|Internet media type|
|Uniform Type Identifier (UTI)||public.html|
|Initial release||28 October 2014|
|Type of format||Markup language|
HTML5 is a markup language used for structuring and presenting content on the World Wide Web. It is the fifth and latest major version of HTML that is a World Wide Web Consortium (W3C) recommendation. The current specification is known as the HTML Living Standard and is maintained by a consortium of the major browser vendors (Apple, Google, Mozilla, and Microsoft), the Web Hypertext Application Technology Working Group (WHATWG).
HTML5 was first released in public-facing form on 22 January 2008, with a major update and "W3C Recommendation" status in October 2014. Its goals were to improve the language with support for the latest multimedia and other new features; to keep the language both easily readable by humans and consistently understood by computers and devices such as web browsers, parsers, etc., without XHTML's rigidity; and to remain backward-compatible with older software. HTML5 is intended to subsume not only HTML 4 but also XHTML 1 and DOM Level 2 HTML.
HTML5 includes detailed processing models to encourage more interoperable implementations; it extends, improves and rationalizes the markup available for documents and introduces markup and application programming interfaces (APIs) for complex web applications. For the same reasons, HTML5 is also a candidate for cross-platform mobile applications, because it includes features designed with low-powered devices in mind.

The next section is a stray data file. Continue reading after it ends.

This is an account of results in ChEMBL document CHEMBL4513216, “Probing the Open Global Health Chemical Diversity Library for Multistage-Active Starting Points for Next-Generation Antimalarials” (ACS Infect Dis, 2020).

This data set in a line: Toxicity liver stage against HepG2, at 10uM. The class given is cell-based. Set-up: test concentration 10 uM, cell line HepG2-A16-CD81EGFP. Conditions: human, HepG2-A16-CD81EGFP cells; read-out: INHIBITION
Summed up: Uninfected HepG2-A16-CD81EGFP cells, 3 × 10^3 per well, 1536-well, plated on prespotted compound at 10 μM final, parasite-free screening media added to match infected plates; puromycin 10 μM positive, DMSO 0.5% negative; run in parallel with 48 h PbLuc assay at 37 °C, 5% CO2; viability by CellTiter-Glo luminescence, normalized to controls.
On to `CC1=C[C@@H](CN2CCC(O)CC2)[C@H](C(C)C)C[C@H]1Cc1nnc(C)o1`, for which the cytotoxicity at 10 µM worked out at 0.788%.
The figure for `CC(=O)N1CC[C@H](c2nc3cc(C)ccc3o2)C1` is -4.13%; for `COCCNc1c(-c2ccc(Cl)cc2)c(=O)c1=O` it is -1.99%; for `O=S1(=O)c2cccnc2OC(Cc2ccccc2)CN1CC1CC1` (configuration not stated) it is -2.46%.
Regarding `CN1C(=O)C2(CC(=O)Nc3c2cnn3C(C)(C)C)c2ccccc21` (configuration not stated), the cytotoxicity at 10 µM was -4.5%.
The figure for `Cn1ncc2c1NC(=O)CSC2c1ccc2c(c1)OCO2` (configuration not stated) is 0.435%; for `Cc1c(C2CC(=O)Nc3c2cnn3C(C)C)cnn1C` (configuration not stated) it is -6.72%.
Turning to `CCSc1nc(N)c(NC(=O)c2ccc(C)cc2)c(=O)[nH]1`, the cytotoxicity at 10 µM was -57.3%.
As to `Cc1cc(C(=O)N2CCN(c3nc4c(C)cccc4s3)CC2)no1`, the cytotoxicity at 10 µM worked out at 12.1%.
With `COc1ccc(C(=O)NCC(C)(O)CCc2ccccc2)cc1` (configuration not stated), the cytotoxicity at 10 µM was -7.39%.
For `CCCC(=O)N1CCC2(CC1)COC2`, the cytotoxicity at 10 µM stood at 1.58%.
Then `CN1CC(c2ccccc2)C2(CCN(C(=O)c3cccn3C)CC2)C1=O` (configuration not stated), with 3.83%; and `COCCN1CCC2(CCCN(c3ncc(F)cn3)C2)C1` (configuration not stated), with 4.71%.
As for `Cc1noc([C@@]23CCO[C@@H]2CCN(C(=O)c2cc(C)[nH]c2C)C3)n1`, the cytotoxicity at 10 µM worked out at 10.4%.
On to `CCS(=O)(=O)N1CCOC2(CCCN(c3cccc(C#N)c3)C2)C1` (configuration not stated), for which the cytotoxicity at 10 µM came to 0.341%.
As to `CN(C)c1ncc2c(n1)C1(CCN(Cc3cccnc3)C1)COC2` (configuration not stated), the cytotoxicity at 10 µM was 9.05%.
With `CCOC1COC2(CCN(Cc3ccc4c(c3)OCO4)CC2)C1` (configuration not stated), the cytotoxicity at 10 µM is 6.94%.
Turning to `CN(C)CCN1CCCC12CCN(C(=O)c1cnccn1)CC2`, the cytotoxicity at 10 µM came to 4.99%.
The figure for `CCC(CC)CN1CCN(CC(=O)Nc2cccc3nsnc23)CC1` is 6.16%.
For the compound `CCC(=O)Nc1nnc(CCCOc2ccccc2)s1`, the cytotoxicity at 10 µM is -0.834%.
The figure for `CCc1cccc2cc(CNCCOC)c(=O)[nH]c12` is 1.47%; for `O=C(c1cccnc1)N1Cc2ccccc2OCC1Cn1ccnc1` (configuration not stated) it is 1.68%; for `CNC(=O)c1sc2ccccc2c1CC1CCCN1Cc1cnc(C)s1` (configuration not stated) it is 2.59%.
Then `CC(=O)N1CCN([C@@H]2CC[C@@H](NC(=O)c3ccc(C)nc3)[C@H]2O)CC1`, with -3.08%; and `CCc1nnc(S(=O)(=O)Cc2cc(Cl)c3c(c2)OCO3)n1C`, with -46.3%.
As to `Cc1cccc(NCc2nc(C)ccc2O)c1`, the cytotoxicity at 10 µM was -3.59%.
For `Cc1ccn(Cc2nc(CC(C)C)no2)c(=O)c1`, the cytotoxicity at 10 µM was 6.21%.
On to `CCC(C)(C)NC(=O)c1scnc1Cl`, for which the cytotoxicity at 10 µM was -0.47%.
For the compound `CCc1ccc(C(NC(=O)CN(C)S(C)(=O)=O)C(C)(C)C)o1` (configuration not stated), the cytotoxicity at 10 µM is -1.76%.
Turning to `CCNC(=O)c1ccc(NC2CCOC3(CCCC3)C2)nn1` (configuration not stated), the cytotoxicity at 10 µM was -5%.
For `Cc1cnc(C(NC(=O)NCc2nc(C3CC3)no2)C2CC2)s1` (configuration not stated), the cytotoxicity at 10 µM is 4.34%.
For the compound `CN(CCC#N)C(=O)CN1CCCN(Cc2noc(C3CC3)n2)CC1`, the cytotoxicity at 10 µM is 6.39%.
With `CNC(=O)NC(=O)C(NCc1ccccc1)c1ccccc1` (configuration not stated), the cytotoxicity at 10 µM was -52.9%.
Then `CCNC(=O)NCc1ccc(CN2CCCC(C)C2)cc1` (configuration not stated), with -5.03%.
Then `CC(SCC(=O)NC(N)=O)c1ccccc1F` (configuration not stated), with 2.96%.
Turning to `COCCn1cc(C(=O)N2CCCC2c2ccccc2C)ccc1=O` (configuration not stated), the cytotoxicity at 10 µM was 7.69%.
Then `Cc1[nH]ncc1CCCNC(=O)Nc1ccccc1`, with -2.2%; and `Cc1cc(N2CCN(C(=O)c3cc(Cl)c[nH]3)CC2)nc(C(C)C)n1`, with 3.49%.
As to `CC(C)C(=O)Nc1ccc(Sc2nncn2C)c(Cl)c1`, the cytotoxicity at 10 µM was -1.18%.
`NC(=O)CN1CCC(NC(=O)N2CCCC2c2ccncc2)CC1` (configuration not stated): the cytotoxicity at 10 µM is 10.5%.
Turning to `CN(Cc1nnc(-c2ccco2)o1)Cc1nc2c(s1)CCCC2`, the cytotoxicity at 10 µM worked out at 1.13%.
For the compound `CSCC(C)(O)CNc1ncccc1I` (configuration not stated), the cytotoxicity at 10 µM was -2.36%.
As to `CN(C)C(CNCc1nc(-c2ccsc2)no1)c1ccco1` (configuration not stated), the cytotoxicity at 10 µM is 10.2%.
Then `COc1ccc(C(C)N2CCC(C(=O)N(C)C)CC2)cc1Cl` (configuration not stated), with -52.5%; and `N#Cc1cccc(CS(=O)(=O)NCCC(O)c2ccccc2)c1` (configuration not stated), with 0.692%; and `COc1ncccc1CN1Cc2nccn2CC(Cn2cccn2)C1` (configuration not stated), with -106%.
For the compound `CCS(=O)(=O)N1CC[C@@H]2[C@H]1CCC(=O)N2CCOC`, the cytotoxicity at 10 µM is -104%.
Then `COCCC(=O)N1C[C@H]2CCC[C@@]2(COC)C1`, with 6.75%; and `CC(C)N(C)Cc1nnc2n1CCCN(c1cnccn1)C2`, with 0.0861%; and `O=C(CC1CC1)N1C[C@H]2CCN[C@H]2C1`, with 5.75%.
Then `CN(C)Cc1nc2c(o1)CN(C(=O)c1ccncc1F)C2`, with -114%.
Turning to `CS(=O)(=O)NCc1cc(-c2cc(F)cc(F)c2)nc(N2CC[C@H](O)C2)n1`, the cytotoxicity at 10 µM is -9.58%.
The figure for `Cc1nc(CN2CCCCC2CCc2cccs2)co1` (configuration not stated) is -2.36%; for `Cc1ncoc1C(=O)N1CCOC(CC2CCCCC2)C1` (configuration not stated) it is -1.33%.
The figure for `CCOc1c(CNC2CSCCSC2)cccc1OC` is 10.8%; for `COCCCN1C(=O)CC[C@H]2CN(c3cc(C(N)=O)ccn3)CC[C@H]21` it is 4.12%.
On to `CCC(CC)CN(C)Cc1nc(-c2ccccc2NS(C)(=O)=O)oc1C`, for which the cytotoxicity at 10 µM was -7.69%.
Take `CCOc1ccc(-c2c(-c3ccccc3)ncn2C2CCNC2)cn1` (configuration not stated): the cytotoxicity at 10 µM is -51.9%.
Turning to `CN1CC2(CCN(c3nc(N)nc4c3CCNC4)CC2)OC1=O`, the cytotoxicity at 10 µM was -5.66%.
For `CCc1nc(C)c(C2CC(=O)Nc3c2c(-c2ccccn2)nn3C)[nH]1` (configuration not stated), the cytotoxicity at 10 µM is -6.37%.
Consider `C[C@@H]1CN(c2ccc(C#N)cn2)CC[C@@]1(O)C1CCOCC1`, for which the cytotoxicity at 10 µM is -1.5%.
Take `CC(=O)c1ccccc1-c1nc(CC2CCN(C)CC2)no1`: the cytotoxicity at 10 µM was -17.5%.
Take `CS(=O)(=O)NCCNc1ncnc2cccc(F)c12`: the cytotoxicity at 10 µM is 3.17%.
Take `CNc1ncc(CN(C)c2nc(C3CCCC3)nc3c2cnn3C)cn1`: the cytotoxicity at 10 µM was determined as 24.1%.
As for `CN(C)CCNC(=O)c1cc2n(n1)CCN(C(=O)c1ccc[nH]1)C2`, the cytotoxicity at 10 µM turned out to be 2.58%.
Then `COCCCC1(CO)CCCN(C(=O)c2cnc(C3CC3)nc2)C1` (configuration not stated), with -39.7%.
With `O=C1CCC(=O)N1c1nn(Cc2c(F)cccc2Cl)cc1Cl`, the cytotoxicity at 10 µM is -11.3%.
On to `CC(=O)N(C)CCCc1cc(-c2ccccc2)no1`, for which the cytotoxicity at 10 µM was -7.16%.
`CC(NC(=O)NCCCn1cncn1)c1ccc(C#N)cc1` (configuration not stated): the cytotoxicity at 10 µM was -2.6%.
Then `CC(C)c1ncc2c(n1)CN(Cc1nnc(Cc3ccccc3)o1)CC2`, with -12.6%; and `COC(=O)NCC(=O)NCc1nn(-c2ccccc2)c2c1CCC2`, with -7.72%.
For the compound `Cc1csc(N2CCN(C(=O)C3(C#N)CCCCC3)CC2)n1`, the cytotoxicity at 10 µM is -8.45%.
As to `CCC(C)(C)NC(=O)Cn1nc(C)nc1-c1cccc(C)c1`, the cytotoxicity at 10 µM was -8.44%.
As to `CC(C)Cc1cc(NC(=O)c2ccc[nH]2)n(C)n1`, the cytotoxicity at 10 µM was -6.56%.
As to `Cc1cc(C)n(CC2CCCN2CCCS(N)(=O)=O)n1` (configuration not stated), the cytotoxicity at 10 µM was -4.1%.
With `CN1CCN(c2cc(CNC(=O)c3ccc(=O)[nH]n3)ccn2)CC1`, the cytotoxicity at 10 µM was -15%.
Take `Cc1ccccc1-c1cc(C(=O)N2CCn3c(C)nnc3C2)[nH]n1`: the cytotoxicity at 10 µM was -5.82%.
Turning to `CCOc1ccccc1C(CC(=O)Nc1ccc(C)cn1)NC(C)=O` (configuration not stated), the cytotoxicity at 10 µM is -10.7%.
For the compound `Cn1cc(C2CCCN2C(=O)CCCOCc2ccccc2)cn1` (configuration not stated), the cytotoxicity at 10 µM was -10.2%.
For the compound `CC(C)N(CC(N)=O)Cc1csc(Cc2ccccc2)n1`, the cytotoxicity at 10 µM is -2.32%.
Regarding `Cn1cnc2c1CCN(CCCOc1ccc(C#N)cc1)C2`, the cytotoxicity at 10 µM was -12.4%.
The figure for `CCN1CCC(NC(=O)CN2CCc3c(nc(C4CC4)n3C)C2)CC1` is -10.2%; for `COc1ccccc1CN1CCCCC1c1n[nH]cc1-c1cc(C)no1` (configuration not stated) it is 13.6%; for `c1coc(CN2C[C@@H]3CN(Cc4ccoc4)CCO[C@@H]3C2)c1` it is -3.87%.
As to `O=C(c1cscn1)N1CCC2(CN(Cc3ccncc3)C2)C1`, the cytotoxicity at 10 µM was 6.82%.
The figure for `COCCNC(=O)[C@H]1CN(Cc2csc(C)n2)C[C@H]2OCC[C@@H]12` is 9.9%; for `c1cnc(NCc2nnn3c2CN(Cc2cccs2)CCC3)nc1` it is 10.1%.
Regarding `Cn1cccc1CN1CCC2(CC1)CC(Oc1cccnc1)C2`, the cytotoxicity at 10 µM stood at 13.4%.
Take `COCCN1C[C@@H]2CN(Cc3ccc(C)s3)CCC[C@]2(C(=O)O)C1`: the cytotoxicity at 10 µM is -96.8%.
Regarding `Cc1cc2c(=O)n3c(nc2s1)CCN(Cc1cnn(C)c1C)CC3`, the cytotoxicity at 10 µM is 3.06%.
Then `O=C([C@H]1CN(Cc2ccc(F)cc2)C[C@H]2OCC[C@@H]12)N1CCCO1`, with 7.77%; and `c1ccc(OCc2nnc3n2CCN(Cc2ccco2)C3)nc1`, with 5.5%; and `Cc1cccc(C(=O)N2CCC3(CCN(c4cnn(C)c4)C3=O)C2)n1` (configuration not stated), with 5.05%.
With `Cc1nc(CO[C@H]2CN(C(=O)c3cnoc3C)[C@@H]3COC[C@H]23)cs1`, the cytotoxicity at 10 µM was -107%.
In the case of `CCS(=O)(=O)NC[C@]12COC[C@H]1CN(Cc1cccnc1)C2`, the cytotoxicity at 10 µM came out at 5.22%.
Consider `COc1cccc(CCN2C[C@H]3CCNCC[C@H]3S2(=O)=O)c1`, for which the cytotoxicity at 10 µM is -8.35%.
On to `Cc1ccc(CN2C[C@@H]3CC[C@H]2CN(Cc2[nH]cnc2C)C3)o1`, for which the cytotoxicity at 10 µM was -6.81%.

Many new syntactic features are included. To natively include and handle multimedia and graphical content, the new
<canvas> elements were added, and support for scalable vector graphics (SVG) content and MathML for mathematical formulas was also added. To enrich the semantic content of documents, new page structure elements such as
<figure> are added. New attributes were introduced, some elements and attributes were removed, and others such as
<menu> were changed, redefined, or standardized. The APIs and Document Object Model (DOM) are now fundamental parts of the HTML5 specification, and HTML5 also better defines the processing for any invalid documents.
HTML5v1was invoked but never defined (see the help page).
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